Justin Verlander worried that his Major League career might be over after a start against the Pittsburgh Pirates on Aug. 11, 2014.
Verlander's first pitch that night for the Detroit Tigers was an 86 mph fastball. After the first inning, Brad Ausmus approached Verlander to tell him that he could not allow the right-hander to continue.
It was the shortest start of his career and he feared it might be his last.
"There's that tunnel down there, and I sat down and lost it," Verlander said. "I thought my career was over. I thought I was done. I thought the MRI was going to say I needed shoulder surgery.
"I was 99 percent sure I was going to need shoulder surgery. I couldn't throw a baseball."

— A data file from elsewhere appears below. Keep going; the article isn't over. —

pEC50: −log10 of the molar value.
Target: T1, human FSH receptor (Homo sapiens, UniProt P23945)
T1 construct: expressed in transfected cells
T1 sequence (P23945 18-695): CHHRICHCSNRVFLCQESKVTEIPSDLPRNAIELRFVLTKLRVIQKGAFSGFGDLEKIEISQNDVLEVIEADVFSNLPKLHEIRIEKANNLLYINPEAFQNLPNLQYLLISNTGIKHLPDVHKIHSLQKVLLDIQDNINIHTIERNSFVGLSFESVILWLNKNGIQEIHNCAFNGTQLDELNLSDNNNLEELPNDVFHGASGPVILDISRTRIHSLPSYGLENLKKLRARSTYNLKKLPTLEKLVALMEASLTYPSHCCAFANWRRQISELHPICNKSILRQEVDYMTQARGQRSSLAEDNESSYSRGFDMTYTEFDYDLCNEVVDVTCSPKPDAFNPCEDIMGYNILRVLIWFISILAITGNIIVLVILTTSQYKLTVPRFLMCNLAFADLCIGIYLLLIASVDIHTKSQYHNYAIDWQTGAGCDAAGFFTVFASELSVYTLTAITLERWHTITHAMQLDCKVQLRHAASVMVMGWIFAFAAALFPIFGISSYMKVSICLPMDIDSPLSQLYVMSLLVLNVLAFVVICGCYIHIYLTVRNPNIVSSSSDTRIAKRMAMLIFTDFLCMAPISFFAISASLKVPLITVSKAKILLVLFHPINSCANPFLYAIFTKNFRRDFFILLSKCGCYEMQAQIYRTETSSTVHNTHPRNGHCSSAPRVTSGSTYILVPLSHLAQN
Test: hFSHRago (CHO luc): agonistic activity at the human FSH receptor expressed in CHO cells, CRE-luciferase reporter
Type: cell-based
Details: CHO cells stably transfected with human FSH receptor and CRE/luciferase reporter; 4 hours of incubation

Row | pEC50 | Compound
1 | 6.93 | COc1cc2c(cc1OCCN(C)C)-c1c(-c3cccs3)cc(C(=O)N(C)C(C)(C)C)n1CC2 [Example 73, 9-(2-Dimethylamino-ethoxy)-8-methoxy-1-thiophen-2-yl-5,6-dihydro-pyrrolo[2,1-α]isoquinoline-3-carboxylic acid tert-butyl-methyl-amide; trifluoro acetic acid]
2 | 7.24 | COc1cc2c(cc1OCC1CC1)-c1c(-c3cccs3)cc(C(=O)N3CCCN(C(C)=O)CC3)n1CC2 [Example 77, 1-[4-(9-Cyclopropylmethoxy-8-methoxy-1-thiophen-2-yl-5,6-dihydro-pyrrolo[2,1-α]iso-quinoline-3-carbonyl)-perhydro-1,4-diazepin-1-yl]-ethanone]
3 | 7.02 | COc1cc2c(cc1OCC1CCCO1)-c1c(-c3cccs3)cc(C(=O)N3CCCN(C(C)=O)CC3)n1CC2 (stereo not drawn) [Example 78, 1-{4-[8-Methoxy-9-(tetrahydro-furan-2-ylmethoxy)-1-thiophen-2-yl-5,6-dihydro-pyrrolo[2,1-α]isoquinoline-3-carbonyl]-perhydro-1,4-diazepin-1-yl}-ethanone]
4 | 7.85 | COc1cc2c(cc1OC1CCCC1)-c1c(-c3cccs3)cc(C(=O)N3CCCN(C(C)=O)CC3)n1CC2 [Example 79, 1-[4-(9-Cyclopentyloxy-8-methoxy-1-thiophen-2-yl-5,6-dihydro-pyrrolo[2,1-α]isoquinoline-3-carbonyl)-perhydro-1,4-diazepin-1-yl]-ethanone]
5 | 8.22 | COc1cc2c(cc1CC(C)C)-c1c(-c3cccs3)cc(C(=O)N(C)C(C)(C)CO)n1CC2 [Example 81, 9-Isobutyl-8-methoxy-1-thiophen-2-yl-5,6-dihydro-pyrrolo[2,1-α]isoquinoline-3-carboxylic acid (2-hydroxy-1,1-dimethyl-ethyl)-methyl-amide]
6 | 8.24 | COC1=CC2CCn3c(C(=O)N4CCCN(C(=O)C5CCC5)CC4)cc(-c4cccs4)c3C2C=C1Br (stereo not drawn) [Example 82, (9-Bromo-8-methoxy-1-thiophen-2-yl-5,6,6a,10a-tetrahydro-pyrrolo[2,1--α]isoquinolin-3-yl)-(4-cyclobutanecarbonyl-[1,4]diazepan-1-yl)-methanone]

As it turned out, the pain in Verlander's shoulder during the 2014 start against the Pirates resulted from a failure to fully rehabilitate after the core muscle surgery earlier that year. "My body was a disaster," Verlander said.
Once the 2014 season ended, Verlander worked diligently with Annie Gow, a New York-based physical therapist, on what he describes as a "body reclamation project."
"I learned a ton about my body and maintenance," Verlander said. "Now I take it upon myself to maintain everything that I gained in that offseason. If some kinks in the chain pop up along the way, I'll call [Gow] and talk to her. I'll address it myself. I know a lot of my weaknesses. I address them almost daily, to try to keep on top of it. Obviously, I got into that position [before]. I want to stay away from going back."